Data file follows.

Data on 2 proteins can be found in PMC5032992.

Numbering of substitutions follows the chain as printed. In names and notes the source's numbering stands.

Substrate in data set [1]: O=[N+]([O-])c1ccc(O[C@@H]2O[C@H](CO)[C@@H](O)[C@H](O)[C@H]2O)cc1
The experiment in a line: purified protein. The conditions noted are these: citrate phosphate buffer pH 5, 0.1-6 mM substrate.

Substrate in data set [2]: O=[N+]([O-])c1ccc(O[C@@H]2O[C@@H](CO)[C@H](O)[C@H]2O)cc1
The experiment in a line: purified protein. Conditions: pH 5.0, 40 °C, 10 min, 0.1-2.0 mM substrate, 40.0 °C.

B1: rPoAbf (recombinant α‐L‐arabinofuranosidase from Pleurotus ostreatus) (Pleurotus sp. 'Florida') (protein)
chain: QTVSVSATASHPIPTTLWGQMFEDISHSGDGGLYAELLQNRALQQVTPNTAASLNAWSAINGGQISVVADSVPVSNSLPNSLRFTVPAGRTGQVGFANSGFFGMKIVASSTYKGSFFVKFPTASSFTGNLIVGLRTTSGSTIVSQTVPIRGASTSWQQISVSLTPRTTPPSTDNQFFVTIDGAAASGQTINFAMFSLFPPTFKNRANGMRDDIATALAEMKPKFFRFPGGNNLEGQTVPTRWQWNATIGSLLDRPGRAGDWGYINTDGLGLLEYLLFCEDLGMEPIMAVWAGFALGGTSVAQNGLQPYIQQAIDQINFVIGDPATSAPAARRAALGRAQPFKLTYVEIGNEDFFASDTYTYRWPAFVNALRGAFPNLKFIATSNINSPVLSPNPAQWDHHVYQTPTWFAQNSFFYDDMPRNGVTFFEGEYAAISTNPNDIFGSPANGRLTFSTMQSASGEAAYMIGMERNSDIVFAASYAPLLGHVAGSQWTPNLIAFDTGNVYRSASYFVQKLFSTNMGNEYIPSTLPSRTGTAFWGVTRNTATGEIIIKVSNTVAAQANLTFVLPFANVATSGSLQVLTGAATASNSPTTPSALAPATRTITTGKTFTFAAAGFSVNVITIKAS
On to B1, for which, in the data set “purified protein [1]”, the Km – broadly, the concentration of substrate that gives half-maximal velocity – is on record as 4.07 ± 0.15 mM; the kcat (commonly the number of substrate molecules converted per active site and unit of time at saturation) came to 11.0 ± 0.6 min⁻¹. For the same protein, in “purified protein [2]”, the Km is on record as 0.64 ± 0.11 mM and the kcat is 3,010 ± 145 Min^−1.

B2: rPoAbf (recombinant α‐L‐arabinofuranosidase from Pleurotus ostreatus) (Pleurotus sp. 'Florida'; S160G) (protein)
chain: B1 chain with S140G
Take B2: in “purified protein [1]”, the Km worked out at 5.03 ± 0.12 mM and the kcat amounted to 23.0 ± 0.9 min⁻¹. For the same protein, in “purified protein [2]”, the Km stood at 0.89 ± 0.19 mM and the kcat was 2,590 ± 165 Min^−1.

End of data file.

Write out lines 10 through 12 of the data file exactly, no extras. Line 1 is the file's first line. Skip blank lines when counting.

B2: rPoAbf (recombinant α‐L‐arabinofuranosidase from Pleurotus ostreatus) (Pleurotus sp. 'Florida'; S160G) (protein)
chain: B1 chain with S140G
Take B2: in “purified protein [1]”, the Km worked out at 5.03 ± 0.12 mM and the kcat amounted to 23.0 ± 0.9 min⁻¹. For the same protein, in “purified protein [2]”, the Km stood at 0.89 ± 0.19 mM and the kcat was 2,590 ± 165 Min^−1.